Agencies

[Federal Register Volume 70, Number 24 (Monday, February 7, 2005)]
[Rules and Regulations]
[Pages 6329-6334]
From the Federal Register Online via the Government Printing Office [www.gpo.gov]
[FR Doc No: 05-2211]


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DEPARTMENT OF THE TREASURY

Office of the Comptroller of the Currency

12 CFR Part 30

[Docket No. 05-02]
RIN 1557-AC93


OCC Guidelines Establishing Standards for Residential Mortgage 
Lending Practices

AGENCY: Office of the Comptroller of the Currency, Treasury.

ACTION: Appendix to regulations; final guidelines.

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SUMMARY: The Office of the Comptroller of the Currency (OCC) is 
issuing, as an appendix to part 30 of its regulations, guidelines 
concerning the residential mortgage lending practices of national banks 
and their operating subsidiaries (Guidelines) as a further step to 
protect against national bank involvement in predatory, abusive, 
unfair, or deceptive residential mortgage lending practices. The 
Guidelines describe particular practices inconsistent with sound 
residential mortgage lending practices. They also describe other terms 
and practices that may be conducive to predatory, abusive, unfair, or 
deceptive lending practices, depending on the circumstances, and which, 
accordingly, warrant a heightened degree of care by lenders. In 
addition, the Guidelines address the steps that banks should take to 
mitigate risks associated with their purchase of residential mortgage 
loans and use of mortgage brokers to originate loans. The Guidelines 
focus on the substance of activities and practices, not on the creation 
of policies. The standards contained in the Guidelines are enforceable 
pursuant to section 39 of the Federal Deposit Insurance Act and the 
implementing process set forth in part 30 of the OCC's regulations.

EFFECTIVE DATE: April 8, 2005.

FOR FURTHER INFORMATION CONTACT: For questions concerning the 
Guidelines, contact Michael Bylsma, Director, Community and Consumer 
Law Division, (202) 874-5750, Michele Meyer, Special Counsel, 
Legislative & Regulatory Activities Division, (202) 874-5090, or Rick 
Freer, National Bank Examiner, Compliance, (202) 874-4428, 250 E 
Street, SW., Washington, DC 20219.

SUPPLEMENTARY INFORMATION:

Background

    National banks are authorized by statute to engage in real estate 
lending activities, subject to the requirements of Federal law,\1\ and 
national banks' real estate lending is closely supervised and 
comprehensively regulated under a regulatory framework that includes a 
wide variety of Federal laws and regulations designed to ensure the 
protection of consumers of banks' residential mortgage products and 
services.\2\
---------------------------------------------------------------------------

    \1\ 12 U.S.C. 371(a); and see 12 CFR part 34 (OCC rules 
governing real estate lending and appraisals implementing 12 U.S.C. 
1828(o)).
    \2\ Federal consumer protection laws and regulations that apply 
with respect to the residential real estate lending activities of 
national banks and their operating subsidiaries include: the Federal 
Trade Commission Act, 15 U.S.C. 41 et seq.; the Truth in Lending 
Act, 15 U.S.C. 1601 et seq.; the Home Ownership and Equity 
Protection Act, 15 U.S.C. 1639 et seq.; the Fair Housing Act, 42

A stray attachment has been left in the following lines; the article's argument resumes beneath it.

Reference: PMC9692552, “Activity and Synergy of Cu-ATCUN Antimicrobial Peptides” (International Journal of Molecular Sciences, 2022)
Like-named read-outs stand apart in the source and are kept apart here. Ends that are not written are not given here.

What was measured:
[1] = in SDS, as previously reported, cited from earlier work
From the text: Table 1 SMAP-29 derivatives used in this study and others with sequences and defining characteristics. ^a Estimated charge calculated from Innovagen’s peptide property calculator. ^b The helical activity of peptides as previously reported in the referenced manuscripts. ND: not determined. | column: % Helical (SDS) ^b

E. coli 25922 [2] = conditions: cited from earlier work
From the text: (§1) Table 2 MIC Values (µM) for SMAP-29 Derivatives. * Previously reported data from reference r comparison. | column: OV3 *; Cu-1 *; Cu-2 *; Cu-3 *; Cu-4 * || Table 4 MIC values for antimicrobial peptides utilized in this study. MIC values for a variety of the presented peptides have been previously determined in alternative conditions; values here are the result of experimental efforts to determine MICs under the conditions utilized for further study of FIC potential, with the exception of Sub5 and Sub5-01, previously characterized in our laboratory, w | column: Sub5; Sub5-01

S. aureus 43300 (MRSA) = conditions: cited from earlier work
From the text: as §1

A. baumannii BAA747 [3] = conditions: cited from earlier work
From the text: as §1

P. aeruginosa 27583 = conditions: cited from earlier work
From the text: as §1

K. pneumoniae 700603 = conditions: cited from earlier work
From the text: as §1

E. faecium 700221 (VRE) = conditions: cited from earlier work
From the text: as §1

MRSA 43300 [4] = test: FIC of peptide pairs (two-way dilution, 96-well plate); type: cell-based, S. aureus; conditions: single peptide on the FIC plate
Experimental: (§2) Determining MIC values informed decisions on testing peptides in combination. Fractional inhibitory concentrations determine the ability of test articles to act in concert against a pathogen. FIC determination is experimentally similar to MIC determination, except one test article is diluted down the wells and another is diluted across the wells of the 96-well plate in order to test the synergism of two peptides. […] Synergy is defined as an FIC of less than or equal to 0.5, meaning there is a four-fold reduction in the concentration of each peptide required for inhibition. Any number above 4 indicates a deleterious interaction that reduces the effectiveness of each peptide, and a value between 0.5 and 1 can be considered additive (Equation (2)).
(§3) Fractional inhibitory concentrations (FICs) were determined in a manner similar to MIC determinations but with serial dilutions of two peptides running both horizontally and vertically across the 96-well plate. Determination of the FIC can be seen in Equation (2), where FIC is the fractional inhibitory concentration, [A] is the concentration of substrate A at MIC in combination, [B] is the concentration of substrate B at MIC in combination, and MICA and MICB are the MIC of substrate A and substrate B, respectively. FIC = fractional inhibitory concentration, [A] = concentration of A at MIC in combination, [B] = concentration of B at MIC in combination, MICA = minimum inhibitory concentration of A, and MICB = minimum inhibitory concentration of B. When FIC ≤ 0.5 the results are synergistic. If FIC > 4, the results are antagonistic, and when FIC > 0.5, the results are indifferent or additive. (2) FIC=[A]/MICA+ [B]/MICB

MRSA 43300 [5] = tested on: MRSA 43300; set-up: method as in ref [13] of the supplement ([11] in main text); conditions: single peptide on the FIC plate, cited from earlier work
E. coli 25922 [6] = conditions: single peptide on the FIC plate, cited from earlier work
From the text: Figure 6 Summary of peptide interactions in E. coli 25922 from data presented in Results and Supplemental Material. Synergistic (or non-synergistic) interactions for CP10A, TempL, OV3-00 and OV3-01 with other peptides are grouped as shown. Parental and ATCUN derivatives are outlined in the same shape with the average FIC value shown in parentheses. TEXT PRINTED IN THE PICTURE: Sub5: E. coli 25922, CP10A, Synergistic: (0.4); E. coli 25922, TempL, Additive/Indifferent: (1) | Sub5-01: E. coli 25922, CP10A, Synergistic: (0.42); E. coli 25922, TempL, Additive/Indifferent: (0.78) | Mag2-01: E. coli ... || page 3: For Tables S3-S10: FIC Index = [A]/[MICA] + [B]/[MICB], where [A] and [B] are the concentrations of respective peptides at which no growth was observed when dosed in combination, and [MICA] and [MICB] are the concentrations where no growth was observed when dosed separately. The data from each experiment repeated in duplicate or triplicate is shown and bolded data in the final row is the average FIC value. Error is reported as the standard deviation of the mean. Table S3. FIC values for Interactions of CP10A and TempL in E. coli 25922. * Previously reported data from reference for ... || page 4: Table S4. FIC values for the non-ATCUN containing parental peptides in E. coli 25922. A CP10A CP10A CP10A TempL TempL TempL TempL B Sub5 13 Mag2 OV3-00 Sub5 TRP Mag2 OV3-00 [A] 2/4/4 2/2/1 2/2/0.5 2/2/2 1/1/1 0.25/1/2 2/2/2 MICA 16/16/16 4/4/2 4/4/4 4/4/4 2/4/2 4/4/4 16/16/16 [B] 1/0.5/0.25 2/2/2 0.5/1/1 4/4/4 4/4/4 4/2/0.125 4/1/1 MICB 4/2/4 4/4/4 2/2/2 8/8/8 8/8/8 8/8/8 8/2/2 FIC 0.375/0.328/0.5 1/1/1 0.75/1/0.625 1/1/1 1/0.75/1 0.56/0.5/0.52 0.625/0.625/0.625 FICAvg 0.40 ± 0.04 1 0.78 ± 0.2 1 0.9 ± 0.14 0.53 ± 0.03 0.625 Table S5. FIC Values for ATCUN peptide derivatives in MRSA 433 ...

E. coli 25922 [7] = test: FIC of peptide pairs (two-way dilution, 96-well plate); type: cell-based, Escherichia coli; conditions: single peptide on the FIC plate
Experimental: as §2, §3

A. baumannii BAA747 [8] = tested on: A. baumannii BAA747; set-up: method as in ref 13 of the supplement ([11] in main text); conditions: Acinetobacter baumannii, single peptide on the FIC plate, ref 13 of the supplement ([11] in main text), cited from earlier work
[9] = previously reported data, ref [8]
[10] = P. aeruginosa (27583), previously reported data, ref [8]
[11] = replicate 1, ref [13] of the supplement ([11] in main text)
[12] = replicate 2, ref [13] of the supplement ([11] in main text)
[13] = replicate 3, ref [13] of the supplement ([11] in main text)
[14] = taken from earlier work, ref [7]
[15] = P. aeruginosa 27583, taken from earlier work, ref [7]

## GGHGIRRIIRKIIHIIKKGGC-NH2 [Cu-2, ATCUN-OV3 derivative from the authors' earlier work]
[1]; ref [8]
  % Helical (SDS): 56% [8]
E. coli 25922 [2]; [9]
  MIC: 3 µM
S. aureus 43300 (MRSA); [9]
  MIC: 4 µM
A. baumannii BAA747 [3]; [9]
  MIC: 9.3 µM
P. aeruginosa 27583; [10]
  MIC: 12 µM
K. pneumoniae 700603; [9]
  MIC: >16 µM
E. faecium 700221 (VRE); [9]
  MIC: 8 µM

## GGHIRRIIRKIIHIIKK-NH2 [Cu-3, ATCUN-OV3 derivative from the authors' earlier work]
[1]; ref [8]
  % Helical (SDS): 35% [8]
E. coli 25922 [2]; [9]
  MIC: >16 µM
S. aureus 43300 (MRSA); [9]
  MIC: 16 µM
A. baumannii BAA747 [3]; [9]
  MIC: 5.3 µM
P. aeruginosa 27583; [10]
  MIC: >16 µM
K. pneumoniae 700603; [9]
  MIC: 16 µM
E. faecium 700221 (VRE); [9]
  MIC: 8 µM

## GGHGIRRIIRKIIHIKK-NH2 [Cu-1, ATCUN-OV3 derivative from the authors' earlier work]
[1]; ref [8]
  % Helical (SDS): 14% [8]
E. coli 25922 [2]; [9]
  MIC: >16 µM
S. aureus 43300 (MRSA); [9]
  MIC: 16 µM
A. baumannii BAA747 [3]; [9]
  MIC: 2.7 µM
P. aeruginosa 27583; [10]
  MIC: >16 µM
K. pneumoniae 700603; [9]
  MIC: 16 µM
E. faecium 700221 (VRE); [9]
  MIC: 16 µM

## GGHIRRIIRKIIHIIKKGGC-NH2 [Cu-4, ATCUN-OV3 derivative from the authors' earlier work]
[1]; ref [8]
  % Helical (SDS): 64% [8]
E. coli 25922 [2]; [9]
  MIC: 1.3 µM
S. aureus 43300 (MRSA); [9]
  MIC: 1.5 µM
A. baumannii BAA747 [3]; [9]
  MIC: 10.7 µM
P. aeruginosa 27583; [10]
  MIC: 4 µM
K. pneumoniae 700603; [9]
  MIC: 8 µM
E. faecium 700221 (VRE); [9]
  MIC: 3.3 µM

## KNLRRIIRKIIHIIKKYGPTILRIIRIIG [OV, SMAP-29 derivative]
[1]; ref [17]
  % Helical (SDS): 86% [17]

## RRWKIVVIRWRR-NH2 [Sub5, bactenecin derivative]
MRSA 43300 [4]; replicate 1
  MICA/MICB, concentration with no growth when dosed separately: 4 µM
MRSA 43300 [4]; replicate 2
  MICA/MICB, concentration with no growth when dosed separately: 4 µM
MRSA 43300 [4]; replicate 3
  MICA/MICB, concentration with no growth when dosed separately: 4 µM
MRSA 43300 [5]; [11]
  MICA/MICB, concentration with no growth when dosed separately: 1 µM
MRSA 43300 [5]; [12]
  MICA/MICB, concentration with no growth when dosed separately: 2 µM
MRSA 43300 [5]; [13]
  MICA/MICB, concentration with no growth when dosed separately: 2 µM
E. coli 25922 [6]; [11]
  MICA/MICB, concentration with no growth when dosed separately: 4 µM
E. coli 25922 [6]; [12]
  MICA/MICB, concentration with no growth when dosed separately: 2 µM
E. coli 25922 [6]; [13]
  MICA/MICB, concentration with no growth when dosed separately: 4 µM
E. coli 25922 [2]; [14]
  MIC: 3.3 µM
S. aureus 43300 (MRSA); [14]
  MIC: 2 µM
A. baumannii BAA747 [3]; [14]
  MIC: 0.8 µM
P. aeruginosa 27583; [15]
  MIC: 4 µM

U.S.C. 3601 et seq.; the Equal Credit Opportunity Act, 15 U.S.C. 
1691 et seq.; the Real Estate Settlement Procedures Act, 12 U.S.C. 
1261 et seq.; the Flood Disaster Protection Act, 42 U.S.C. 4001 et 
seq.; the Home Mortgage Disclosure Act, 12 U.S.C. 2801 et seq.; the 
Fair Credit Reporting Act, 15 U.S.C. 1681 et seq., as recently 
amended by the Fair and Accurate Credit Transactions Act of 2003, 
Pub. L. 108-159, 111 Stat. 1952; the Fair Debt Collection Practices 
Act, 15 U.S.C. 1692 et seq.; and the privacy provisions of Title V 
of the Gramm-Leach-Bliley Act, 15 U.S.C. 6801 et seq.
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    Fair treatment of customers is fundamental to sound banking 
practices

[[Page 6330]]

and the OCC has taken a number of measures in recent years to assure 
that the lending practices of national banks reflect that standard. In 
particular, in February, 2003, we issued two advisory letters alerting 
national banks to practices that may be considered predatory or abusive 
and advising national banks on measures to avoid such practices. The 
advisories addressed national banks' mortgage origination activity, as 
well as purchases of loans and use of third-party brokers to conduct 
mortgage lending.\3\ In January, 2004, we added to our rules an express 
prohibition on making mortgage loans based predominantly on the bank's 
realization of foreclosure or liquidation value of the collateral, 
without regard to the borrower's ability to repay the loan according to 
its terms, a prohibition that goes to the heart of predatory lending. 
In that same rulemaking, we also added provisions prohibiting banks 
from engaging in unfair or deceptive practices within the meaning of 
section 5 of the Federal Trade Commission Act, 15 U.S.C. 45.\4\ In 
addition to establishing standards by regulation and in guidance, our 
overall approach includes taking prompt enforcement action to remedy 
abusive practices if we find that they have occurred.\5\
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    \3\ OCC Advisory Letter 2003-2, ``Guidelines for National Banks 
to Guard Against Predatory and Abusive Lending Practices'' (Feb. 21, 
2003) and OCC Advisory Letter 2003-3, ``Avoiding Predatory and 
Abusive Lending Practices in Brokered and Purchased Loans'' (Feb. 
21, 2003).
    \4\ 69 FR at 1917 (to be codified at 12 CFR 34.3). Through 
amendments to other provisions of our rules, both the anti-predatory 
lending standard and the prohibition against unfair or deceptive 
practices also apply to national banks' non-real estate lending. A